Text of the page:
Wednesday, April 17, 2024

Fishing a Smithwick Suspending Rogue – By Josiah Gaza


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Fishing a Smithwick Suspending Rogue
By Josiah Gaza    

 My favorite time of year to fish is early-to-mid spring, when the water temperature is still less than 60 degrees.  One reason is that there is less competition on the water, since many people mistakenly think that it is still too cold to fish.  However, I learned by ice fishing up north and catching several largemouth in the process that is never too cold for the fish.  The other reason I love early-to-mid spring fishing is that there is no better time, save the actual spawn, to catch the fish of a lifetime.  During this time, my favorite lure by far is a Smithwick Suspending Rogue.  
     The Rogue has been around forever, but it continues to be one of the best cold-water baits in existence.  I have caught countless bass on this lure, including several 6 pound class fish back in my home state of New York where a 6 pounder is a trophy.  There are several reasons why I feel that the Rogue is the best cold-water jerkbait around.  First of all, its movements are slower and more subtle than other suspending jerkbaits like the Rapala X-Rap.  While sharper, flashy movements are more appealing to fish when the water warms, bass get lazy and lethargic in cold water.   In these conditions, less is more when it comes to lure action, and this applies especially to suspending baits.  Also, the Rogue has a peculiar rolling action when you twitch it that seems to trigger more bites than other suspending baits.   
     When fishing a Rogue, I usually work it pretty slowly through the water.  My retrieve is generally something like:  jerk-pause-pause-pause-jerk-jerk-pause-pause-pause.  I’ll speed up my retrieve slightly as the water nears 60 degrees, or if I’m fishing dirtier water.  My retrieve slows significantly if I’m fishing very clear or very cold water.  If the water is both clear and less than 40 degrees, I’ll sometimes pause the Rogue for as long as 1 minute.  In my experience, it can take that long for a bass to make up its mind that it wants to eat the lure.  However you retrieve the Rogue, it is very important that you keep your rod tip pointed at the water at all times when you jerk it.  It is also important that you jerk it with a slack line.  Both of these tips will help the lure achieve the correct action and get it to the maximum depth it can reach.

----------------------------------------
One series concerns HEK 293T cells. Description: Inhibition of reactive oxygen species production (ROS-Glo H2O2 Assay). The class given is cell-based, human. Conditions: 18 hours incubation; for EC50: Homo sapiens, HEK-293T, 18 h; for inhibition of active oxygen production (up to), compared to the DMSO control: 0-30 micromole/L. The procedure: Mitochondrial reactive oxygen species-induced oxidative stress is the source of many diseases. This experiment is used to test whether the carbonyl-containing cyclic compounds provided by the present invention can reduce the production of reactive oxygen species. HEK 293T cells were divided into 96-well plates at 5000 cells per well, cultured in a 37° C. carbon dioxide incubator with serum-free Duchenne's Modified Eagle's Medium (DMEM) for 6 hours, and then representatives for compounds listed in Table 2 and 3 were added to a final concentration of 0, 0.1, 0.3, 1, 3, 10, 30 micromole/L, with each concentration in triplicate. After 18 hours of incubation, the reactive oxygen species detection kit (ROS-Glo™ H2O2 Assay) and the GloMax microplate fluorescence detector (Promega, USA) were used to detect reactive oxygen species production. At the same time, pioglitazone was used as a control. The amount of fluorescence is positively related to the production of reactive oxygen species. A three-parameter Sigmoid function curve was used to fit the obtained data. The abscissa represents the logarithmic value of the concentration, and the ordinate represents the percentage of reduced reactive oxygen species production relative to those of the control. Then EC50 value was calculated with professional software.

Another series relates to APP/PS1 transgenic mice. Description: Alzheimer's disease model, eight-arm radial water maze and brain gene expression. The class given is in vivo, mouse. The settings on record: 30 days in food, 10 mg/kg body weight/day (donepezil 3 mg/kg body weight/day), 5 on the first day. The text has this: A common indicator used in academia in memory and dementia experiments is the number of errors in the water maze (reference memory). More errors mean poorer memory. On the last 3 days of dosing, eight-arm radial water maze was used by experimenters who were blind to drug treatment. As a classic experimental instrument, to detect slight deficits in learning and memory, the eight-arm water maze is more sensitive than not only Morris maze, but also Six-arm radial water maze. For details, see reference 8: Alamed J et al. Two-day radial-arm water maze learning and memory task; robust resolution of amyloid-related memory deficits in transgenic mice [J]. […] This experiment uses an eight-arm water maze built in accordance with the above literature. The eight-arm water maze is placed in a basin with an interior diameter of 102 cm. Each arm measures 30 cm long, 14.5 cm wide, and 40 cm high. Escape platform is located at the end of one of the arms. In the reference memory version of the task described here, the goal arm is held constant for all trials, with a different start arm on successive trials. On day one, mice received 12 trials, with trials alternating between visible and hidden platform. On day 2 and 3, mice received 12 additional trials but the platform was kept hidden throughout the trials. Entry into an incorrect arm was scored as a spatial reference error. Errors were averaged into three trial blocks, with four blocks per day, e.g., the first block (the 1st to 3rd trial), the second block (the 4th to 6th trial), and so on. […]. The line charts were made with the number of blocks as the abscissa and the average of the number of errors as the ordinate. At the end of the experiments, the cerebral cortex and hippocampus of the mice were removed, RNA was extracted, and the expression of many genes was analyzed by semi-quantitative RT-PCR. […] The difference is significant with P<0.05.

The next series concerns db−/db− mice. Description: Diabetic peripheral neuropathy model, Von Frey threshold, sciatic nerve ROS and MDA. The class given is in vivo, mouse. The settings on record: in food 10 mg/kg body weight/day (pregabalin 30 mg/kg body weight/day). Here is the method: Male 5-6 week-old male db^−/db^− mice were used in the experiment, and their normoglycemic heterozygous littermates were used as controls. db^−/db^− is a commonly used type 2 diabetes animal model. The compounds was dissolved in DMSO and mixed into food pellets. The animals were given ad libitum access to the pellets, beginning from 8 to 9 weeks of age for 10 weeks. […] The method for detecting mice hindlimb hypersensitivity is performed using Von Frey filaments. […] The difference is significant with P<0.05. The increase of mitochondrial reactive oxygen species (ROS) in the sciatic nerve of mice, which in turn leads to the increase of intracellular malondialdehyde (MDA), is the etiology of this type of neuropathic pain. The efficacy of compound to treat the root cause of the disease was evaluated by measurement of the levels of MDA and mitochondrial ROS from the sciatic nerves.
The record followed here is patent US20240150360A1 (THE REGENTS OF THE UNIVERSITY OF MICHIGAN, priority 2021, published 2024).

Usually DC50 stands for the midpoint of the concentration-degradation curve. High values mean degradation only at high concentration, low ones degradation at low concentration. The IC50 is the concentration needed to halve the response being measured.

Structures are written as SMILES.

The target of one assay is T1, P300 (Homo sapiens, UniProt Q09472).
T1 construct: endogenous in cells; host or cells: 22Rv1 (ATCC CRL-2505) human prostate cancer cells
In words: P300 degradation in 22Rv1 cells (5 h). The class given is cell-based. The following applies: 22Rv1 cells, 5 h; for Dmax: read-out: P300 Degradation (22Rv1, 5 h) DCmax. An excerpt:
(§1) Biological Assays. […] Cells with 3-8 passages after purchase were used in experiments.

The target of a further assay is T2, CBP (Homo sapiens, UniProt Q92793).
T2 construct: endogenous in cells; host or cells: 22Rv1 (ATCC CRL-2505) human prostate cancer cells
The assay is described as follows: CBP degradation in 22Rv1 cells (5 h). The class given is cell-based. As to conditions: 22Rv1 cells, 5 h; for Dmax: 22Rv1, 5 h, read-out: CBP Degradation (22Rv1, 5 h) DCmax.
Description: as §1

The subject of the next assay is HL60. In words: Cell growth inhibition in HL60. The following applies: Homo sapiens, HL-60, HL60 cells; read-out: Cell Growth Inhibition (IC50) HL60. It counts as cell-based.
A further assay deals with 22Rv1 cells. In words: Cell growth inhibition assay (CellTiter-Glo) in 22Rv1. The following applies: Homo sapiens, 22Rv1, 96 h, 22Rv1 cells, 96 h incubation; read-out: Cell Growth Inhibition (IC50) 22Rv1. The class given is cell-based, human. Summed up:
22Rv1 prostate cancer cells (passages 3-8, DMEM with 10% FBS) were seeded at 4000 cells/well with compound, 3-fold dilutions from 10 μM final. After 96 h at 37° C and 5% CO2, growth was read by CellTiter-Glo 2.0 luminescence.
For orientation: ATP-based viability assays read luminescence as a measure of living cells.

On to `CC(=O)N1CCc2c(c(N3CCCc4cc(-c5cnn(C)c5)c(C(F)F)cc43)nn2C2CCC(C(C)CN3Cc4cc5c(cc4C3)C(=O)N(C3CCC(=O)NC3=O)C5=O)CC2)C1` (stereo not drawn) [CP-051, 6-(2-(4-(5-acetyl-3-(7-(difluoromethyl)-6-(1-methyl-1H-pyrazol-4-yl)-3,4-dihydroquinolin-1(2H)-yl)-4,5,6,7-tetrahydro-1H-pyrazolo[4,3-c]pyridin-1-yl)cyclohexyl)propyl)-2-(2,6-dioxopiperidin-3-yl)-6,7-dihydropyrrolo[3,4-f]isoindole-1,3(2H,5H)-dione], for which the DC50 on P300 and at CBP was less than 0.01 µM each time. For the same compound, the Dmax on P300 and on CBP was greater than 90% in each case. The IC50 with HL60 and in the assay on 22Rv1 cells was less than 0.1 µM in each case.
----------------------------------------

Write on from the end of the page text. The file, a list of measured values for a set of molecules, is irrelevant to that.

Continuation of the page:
I almost never fish a Rogue right out of the box.  When fishing any suspending jerkbait in cold water, it is crucial for the lure to just sit there in the water and not move up or down at all.  Rogues almost never suspend perfectly right out of the package, tending to rise slightly when paused.  Some people upsize the hooks and/or split rings to get their Rogues to suspend, but I’ve found that using that method is too imprecise.  Some people use SuspenDots, but I’ve found that it is too easy to throw off the action of the lure with imprecise placement of the dots.  In order to get my Rogues to suspend, I wrap wire around the shafts of my hooks, trimming the amount of wire around the hooks until the lure sits perfectly still in the water.  In addition to helping the lure suspend, I can also alter the action and look of the lure in the water using this method.  For instance, wrapping the wire around the front hook only causes the lure to rest nose down in the water, which allows it to run deeper.  Also, it causes the lure’s overall action to decrease, something that in very cold water is actually desirable.   In addition to wrapping wire around the hooks, I always swap out the hooks for ones that are higher quality, since the factory hooks on a Rogue are not particularly sharp and rust almost instantly.  
     My rod, reel, and line setup when fishing a Rogue looks something like this:  6’6 medium or medium heavy power rod, 6.3:1 gear ratio baitcasting reel, and 10-12 lb fluorocarbon line.  I like a little bit of a softer rod when fishing a Rogue because it helps prevent a bass from throwing the lure if it jumps, but the rod also has to have a stiff butt section so that I have the power to fight the big fish that are often caught on this lure.  Reel speed isn’t particularly important, since I do all the moving of the lure with my rod, but I like a high-speed reel to help catch up to any fish that grab the lure and then run straight toward me.  I like fluorocarbon line because its low stretch properties allow me to work the lure with a lot less effort than when using monofilament.  Fluorocarbon also sinks, which helps the bait run a little bit deeper.  I’ve found that this overall setup allows me to fish a Rogue very efficiently, and also helps me land many fish that I might otherwise miss if I were using different tackle.  
     While I usually use different lures and techniques if I’m fishing very dirty water, at all other times when the water is cold I’ve found it hard to beat the subtle but deadly action of a Smithwick Suspending Rogue.  When the ice melts off the lakes and rivers this spring, I’d suggest you dust off your fishing tackle and give the Rogue a try.  You might be surprised at the results!

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